Complying with the Americans with Disabilities Act (ADA)
By: AllBusiness.comThe Americans with Disabilities Act (ADA) is a federal civil rights law that prohibits the exclusion of people with disabilities from everyday activities, such as buying an item in a store, watching a movie in a theater, enjoying a meal at a local restaurant, exercising at the local health club, or having their car serviced at a local garage. To meet the goals of the ADA, the law established requirements for private businesses of all sizes. These requirements first went into effect on January 26, 1992, and continue for both for-profit and nonprofit organizations.
If you own, operate, lease, or lease to a business that serves the public, then you are covered by the ADA and are legally obligated to have all of your facilities in compliance with the rules and regulations. In addition to removing any and all physical barriers that are in violation of the ADA rules, you must also provide designated accessible parking space.
The ADA requires that employers provide "reasonable accommodation" to otherwise qualified disabled workers, so that they are able to perform the essential functions of their jobs.
Here are a few examples of how small businesses can ensure they are in compliance with the ADA rules and regulations:
- Provide a modified workplace policy or procedure, such as an attendance policy.
- Provide a restructured job environment, for example, shifting certain job responsibilities to other employees.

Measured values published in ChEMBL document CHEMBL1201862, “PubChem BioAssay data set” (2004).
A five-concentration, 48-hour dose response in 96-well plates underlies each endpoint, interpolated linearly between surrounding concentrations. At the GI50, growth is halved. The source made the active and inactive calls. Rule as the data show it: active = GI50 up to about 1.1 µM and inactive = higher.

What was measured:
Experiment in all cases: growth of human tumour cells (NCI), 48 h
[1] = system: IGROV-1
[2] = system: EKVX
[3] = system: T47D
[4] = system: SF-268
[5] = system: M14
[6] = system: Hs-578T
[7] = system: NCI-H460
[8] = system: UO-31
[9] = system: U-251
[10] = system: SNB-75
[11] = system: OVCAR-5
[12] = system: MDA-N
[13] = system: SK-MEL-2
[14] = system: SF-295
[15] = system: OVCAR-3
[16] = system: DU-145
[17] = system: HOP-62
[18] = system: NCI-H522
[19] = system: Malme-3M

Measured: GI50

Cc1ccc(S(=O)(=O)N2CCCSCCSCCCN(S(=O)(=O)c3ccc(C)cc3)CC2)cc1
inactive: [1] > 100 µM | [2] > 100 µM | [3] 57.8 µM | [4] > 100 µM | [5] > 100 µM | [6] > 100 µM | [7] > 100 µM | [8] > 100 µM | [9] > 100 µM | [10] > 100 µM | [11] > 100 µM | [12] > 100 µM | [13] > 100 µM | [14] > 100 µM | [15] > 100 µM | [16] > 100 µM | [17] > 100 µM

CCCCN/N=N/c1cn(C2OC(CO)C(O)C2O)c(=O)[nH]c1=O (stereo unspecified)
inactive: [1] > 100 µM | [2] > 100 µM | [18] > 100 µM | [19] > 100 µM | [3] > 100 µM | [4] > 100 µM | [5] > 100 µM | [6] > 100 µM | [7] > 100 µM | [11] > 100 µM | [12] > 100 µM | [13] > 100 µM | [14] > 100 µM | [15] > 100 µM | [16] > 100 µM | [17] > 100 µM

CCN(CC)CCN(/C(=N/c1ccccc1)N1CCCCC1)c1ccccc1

- Provide unpaid leave if a disabled employee requests it.
- Provide a modified or part-time schedule.
- Provide personal use items, such as artificial limbs, a wheelchair, eyeglasses, hearing aids, or similar devices.
- Change the disabled employee's supervisor based on a complaint alone. (Be cautious, however, that a lawsuit declaring "discrimination" does not result; when in doubt, consult with a qualified legal counsel.)
- Excuse a violation of a uniformly applied conduct rule that is job-related and consistent with business necessity.
- Have lower production standards that are applied to all disabled employees. (However, the employer may be required to help a disabled employee meet the production standards.)
For a complete listing of all ADA rules and regulations, visit the online ADA Guide for Small Businesses.
Like this article? AllBusiness.com has thousands more articles with great tips, like Understanding the Americans with Disabilities Act (ADA) and Talking with Disabled Employees About Reasonable Accommodations